Route Chief, Dempster's new mid-range rear loader for the 1980s
In December of 1980, Carrier Corporation sold its Dempster Systems division to Technology Incorporated (TI) of Dayton, Ohio. Founded by the Krug family in 1959, TI made its fortune in the aerospace industry, most notably with food products for use in space missions. During the decade, TI also acquired UK refuse truck manufacturer Shelvoke & Drewry (SD), gradually transforming the famous brand into a kind of British Dempster, with American-designed front and rear loaders adapted to the home market. Also added to the family was C & O Manufacturing of Sante Fe Springs, California, a small concern that built lightweight front loaders. C & O would give Dempster a foothold in southern California, the biggest truck market in the US, which was still dominated by a handful of local specialist builders.
At the beginning of the decade, the Economite mid-range rear loader was renamed the Route Mate, available in sizes up to 20-cubic yards. The Route Mate is not listed after 1982, but may have remained in limited production for some time afterward. The Route King II remained the heavy-duty rear loader of the Dempster line, with a new 32-cubic yard body size which would find favor with big national hauling companies.
1983 brought a new mid-range rear loader, the Route Chief, a swing-link model which replaced the aging Route Mate/Economite/Ranger line which had been around since the acquisition of Cleburne in 1973. The Route Chief was very similar to the Route King II, but featured a different packer geometry with the packer cylinders "in line" with the swing links, instead of side-by-side. The light weight Route Chief was rated at 700 pounds per cubic yard, and its a 3-cubic yard hopper was the largest of any mid-range rear loader at that time. It was soon joined by the Route Chief II, which added higher pressure hydraulics for a 900 pounds per cubic yard rating.
The Dumpmaster XHD continued the basic full-pack front loader platform around since the mid-1970s, but with increased densities achieved with changes to the packer panel and a curved tailgate section. C & O front loaders, now a Dempster division, were available where lighter weights were needed, with a range of half and full-pack designs featuring cross-mounted cylinders.
A short lived Royal Dumpmaster was introduced around mid-decade, looking like a cross between the XHD and the C & O Ultralight. Very few Royal Dumpmasters seem to have been sold, and this may have been a quasi-expermental model. Among national haulers, BFI is known to have used them in New England.
Technology Incorporated changed their corporate name to Krug International, after the name of the family that had founded the company. Labor troubles and declining profits marred the decade for the refuse body division. Following a 1987 strike, the Dempster assembly plant was moved from Knoxville, its home since the 1930s, to nearby Toccoa, Georgia. The British Shelvoke Dempster division was shed in 1988, being sold to private inverstors. Within two years, Krug would be out of the refuse industry altogether when they sold Dempster Systems to Wastequip of Cleveland, Ohio.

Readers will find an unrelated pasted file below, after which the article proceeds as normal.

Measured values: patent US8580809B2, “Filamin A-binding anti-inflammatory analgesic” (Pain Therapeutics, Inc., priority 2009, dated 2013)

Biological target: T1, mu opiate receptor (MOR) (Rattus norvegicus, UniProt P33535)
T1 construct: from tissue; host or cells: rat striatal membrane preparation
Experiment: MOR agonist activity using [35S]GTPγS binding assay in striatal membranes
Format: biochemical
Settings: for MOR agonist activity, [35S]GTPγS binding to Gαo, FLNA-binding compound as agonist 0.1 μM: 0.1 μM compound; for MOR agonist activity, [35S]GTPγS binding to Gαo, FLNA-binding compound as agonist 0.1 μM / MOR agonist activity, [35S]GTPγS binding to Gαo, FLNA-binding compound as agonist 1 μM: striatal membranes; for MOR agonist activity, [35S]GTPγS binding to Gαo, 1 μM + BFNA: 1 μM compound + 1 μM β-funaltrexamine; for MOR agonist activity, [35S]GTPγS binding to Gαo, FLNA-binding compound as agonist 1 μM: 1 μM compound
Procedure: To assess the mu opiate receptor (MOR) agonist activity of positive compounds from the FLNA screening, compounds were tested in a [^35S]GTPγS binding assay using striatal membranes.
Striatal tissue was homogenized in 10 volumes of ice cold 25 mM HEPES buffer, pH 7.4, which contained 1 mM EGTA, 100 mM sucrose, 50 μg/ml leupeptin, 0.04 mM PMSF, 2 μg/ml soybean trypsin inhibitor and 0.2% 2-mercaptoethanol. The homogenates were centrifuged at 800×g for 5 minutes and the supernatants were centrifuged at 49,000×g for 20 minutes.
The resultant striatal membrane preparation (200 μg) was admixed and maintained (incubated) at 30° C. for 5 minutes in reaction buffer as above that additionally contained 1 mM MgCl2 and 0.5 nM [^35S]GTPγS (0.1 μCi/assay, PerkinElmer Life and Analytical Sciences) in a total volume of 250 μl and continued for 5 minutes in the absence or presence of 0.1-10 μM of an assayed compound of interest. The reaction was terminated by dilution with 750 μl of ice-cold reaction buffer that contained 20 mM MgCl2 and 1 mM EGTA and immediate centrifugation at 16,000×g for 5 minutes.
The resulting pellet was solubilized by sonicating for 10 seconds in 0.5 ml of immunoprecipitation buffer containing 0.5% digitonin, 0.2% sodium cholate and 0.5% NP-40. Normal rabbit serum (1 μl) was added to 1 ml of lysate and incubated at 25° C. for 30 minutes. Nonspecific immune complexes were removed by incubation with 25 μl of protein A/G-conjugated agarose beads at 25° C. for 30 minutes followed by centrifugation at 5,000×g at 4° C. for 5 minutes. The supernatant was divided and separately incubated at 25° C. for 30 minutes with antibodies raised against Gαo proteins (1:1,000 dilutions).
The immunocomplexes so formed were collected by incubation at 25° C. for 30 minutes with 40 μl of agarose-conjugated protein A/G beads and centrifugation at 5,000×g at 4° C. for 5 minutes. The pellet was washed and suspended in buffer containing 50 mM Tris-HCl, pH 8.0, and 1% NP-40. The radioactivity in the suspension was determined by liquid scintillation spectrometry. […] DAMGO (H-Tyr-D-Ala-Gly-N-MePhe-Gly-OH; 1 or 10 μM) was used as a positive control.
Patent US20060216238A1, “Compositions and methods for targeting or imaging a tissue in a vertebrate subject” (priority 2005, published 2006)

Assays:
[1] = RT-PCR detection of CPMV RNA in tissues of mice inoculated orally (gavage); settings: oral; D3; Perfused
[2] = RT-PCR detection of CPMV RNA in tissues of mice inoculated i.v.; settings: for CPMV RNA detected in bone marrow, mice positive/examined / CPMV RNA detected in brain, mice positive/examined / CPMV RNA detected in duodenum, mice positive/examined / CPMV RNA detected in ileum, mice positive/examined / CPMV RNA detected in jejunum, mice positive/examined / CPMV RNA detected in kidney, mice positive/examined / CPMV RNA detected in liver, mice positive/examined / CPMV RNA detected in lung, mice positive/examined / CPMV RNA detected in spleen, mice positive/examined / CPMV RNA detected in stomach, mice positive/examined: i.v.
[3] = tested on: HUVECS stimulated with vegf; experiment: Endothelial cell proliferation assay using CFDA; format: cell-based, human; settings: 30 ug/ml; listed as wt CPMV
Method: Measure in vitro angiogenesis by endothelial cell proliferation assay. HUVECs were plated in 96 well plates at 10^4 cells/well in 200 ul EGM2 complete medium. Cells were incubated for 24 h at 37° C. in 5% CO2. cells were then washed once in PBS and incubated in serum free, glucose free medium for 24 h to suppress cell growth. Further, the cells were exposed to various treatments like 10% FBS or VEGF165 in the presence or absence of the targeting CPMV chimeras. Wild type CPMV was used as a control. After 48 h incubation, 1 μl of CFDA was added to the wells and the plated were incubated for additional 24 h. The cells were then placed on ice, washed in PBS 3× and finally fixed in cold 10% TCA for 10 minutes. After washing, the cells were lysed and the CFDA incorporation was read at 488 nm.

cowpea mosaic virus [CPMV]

Mighty Route King II added a big 32-yard size body in the 1980s
Rare 80s Dempsters: Route Mate (left) and Royal Dumpmaster (right)
ROUTE CHIEF REAR LOADER
Introduced in the early 1980s, The Route Chief series was created to fill the mid-range packer slot. Unlike the Route Mate, the new model utilized the swing-link geometry of the high-compaction Route King II. The Route Chief was of somewhat lighter construction, and differed from its bigger brother in the placement of the lower links, which were "in-line" with sweep cylinders instead of beside them.
The Route Chief was sold in England by Shelvoke-Dempster for a time, replacing the Shelvoke Revopak and Maxipak models. In the USA however, it never sold as well as the heavier Route King. By 1990, it had been renamed the MR60, but was subsequently discontinued within a few years.
Mid-1980s vintage Route Chief on the job in Southern California
BFI and other "national" haulers were big users of Dempster rear loaders during the 1980s
Although both employed the same packing method, the tailgates of the mid-range Route Chief and high-compaction Route King II
were completely different. The Chief had a lighter swing links located behind the sweep rams, whereas the King had a heavy-duty
link assembly between its large bore rams and extra blade reinforcement. None of their components were interchangeable.
Route Chief II featured up-rated hydraulics and packed 900 lbs/cubic yard.
Its close similarity to the Route King II may explain explain why it never sold as well.
Video of a Route Chief picking up in California in 1992 (Courtesy of Eric Haas)
Dumpmaster XHD heavy-duty front loader
Dumpmaster XHD's "Roto-Dor" compaction system
Dumpmaster XHD on the job, including packing cycle
Video courtesy of North 40 Refuse and George Lanoszka
The Royal Dumpmaster, a lightweight 33-yard high-compaction front loader appearing around 1985
Reverse-mount cylinder, with the big end up front, delivered 189,500 pounds packing force throughout entire stroke
Royal DM lift arms rated at 8,000 pounds capacity
Royal DM features
Lightest Dempster Front Loader: The 38-yard C & O Ultralight body weighed in at 12,800 pounds
C & O ULTRALIGHT DEMONSTRATION VIDEO
Video of a rare C & O Ultralight front loader shot by George Lanoszka
Original Dumpster System remained in production: this is a 1988 model LFW-503C built in Toronto, Ontario